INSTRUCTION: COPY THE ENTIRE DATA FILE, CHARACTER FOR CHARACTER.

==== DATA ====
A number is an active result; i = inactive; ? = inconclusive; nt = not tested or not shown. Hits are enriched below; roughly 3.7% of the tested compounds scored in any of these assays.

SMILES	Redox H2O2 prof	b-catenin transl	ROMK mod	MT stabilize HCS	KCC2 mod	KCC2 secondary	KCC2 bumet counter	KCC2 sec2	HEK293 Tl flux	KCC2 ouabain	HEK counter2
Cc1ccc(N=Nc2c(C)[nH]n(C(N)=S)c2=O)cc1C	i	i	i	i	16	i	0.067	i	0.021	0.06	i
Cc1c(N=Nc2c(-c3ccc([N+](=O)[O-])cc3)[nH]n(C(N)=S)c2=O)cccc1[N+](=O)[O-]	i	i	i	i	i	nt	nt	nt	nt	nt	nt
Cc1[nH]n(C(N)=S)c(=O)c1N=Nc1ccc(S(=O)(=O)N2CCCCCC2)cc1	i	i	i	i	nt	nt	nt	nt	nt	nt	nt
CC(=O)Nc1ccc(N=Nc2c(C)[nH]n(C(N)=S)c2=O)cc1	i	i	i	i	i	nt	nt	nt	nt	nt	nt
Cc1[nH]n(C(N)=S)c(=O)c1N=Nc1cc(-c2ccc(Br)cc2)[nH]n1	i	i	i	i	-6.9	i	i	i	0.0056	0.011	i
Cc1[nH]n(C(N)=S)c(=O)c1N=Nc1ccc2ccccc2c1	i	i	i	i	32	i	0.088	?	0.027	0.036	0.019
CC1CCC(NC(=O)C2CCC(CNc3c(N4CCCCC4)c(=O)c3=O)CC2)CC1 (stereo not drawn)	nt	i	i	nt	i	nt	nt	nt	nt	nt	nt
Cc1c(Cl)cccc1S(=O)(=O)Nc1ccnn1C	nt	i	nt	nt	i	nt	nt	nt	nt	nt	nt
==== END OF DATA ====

A number is an active result; i = inactive; ? = inconclusive; nt = not tested or not shown. Hits are enriched below; roughly 3.7% of the tested compounds scored in any of these assays.

SMILES	Redox H2O2 prof	b-catenin transl	ROMK mod	MT stabilize HCS	KCC2 mod	KCC2 secondary	KCC2 bumet counter	KCC2 sec2	HEK293 Tl flux	KCC2 ouabain	HEK counter2
Cc1ccc(N=Nc2c(C)[nH]n(C(N)=S)c2=O)cc1C	i	i	i	i	16	i	0.067	i	0.021	0.06	i
Cc1c(N=Nc2c(-c3ccc([N+](=O)[O-])cc3)[nH]n(C(N)=S)c2=O)cccc1[N+](=O)[O-]	i	i	i	i	i	nt	nt	nt	nt	nt	nt
Cc1[nH]n(C(N)=S)c(=O)c1N=Nc1ccc(S(=O)(=O)N2CCCCCC2)cc1	i	i	i	i	nt	nt	nt	nt	nt	nt	nt
CC(=O)Nc1ccc(N=Nc2c(C)[nH]n(C(N)=S)c2=O)cc1	i	i	i	i	i	nt	nt	nt	nt	nt	nt
Cc1[nH]n(C(N)=S)c(=O)c1N=Nc1cc(-c2ccc(Br)cc2)[nH]n1	i	i	i	i	-6.9	i	i	i	0.0056	0.011	i
Cc1[nH]n(C(N)=S)c(=O)c1N=Nc1ccc2ccccc2c1	i	i	i	i	32	i	0.088	?	0.027	0.036	0.019
CC1CCC(NC(=O)C2CCC(CNc3c(N4CCCCC4)c(=O)c3=O)CC2)CC1 (stereo not drawn)	nt	i	i	nt	i	nt	nt	nt	nt	nt	nt
Cc1c(Cl)cccc1S(=O)(=O)Nc1ccnn1C	nt	i	nt	nt	i	nt	nt	nt	nt	nt	nt